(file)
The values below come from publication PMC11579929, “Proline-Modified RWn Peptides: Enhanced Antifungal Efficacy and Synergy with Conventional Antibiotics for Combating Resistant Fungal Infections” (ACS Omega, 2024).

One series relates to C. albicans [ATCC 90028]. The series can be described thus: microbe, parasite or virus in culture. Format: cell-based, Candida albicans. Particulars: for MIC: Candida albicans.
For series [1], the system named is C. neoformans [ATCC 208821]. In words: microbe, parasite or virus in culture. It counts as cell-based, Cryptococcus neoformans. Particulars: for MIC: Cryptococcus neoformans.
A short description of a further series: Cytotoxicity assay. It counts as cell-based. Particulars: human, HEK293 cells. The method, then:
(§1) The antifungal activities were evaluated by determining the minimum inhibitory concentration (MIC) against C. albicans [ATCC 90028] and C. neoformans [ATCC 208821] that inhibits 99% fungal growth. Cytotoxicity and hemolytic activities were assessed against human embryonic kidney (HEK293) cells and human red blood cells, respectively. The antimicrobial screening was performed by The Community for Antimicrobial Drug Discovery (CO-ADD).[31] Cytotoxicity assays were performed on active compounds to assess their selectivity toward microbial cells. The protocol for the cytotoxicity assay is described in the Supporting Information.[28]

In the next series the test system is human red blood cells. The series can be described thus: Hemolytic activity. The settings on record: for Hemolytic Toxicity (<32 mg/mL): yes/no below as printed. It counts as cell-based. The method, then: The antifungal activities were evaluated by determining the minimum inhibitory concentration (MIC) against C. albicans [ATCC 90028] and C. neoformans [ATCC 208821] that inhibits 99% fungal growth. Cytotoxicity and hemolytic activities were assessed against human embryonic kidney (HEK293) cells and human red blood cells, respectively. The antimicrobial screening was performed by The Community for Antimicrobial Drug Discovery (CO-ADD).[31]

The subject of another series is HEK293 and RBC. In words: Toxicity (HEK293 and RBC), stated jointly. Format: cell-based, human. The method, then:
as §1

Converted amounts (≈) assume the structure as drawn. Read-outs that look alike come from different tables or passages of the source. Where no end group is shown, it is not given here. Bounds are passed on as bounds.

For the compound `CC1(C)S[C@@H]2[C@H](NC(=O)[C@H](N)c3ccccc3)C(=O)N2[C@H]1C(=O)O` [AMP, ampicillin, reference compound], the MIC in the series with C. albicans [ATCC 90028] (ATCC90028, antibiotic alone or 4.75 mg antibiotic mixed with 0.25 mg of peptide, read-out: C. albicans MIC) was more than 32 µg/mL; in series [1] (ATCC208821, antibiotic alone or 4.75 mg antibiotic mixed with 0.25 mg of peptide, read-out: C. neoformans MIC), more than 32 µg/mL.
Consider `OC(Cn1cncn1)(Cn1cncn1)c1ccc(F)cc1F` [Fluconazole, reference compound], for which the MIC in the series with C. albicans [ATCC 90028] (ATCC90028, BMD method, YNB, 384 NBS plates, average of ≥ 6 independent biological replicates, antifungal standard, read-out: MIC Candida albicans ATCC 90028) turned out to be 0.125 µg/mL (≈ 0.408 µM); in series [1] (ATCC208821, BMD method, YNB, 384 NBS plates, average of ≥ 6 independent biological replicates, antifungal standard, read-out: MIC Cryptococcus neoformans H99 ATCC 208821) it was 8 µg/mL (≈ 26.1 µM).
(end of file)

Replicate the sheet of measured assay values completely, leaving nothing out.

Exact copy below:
The values below come from publication PMC11579929, “Proline-Modified RWn Peptides: Enhanced Antifungal Efficacy and Synergy with Conventional Antibiotics for Combating Resistant Fungal Infections” (ACS Omega, 2024).

One series relates to C. albicans [ATCC 90028]. The series can be described thus: microbe, parasite or virus in culture. Format: cell-based, Candida albicans. Particulars: for MIC: Candida albicans.
For series [1], the system named is C. neoformans [ATCC 208821]. In words: microbe, parasite or virus in culture. It counts as cell-based, Cryptococcus neoformans. Particulars: for MIC: Cryptococcus neoformans.
A short description of a further series: Cytotoxicity assay. It counts as cell-based. Particulars: human, HEK293 cells. The method, then:
(§1) The antifungal activities were evaluated by determining the minimum inhibitory concentration (MIC) against C. albicans [ATCC 90028] and C. neoformans [ATCC 208821] that inhibits 99% fungal growth. Cytotoxicity and hemolytic activities were assessed against human embryonic kidney (HEK293) cells and human red blood cells, respectively. The antimicrobial screening was performed by The Community for Antimicrobial Drug Discovery (CO-ADD).[31] Cytotoxicity assays were performed on active compounds to assess their selectivity toward microbial cells. The protocol for the cytotoxicity assay is described in the Supporting Information.[28]

In the next series the test system is human red blood cells. The series can be described thus: Hemolytic activity. The settings on record: for Hemolytic Toxicity (<32 mg/mL): yes/no below as printed. It counts as cell-based. The method, then: The antifungal activities were evaluated by determining the minimum inhibitory concentration (MIC) against C. albicans [ATCC 90028] and C. neoformans [ATCC 208821] that inhibits 99% fungal growth. Cytotoxicity and hemolytic activities were assessed against human embryonic kidney (HEK293) cells and human red blood cells, respectively. The antimicrobial screening was performed by The Community for Antimicrobial Drug Discovery (CO-ADD).[31]

The subject of another series is HEK293 and RBC. In words: Toxicity (HEK293 and RBC), stated jointly. Format: cell-based, human. The method, then:
as §1

Converted amounts (≈) assume the structure as drawn. Read-outs that look alike come from different tables or passages of the source. Where no end group is shown, it is not given here. Bounds are passed on as bounds.

For the compound `CC1(C)S[C@@H]2[C@H](NC(=O)[C@H](N)c3ccccc3)C(=O)N2[C@H]1C(=O)O` [AMP, ampicillin, reference compound], the MIC in the series with C. albicans [ATCC 90028] (ATCC90028, antibiotic alone or 4.75 mg antibiotic mixed with 0.25 mg of peptide, read-out: C. albicans MIC) was more than 32 µg/mL; in series [1] (ATCC208821, antibiotic alone or 4.75 mg antibiotic mixed with 0.25 mg of peptide, read-out: C. neoformans MIC), more than 32 µg/mL.
Consider `OC(Cn1cncn1)(Cn1cncn1)c1ccc(F)cc1F` [Fluconazole, reference compound], for which the MIC in the series with C. albicans [ATCC 90028] (ATCC90028, BMD method, YNB, 384 NBS plates, average of ≥ 6 independent biological replicates, antifungal standard, read-out: MIC Candida albicans ATCC 90028) turned out to be 0.125 µg/mL (≈ 0.408 µM); in series [1] (ATCC208821, BMD method, YNB, 384 NBS plates, average of ≥ 6 independent biological replicates, antifungal standard, read-out: MIC Cryptococcus neoformans H99 ATCC 208821) it was 8 µg/mL (≈ 26.1 µM).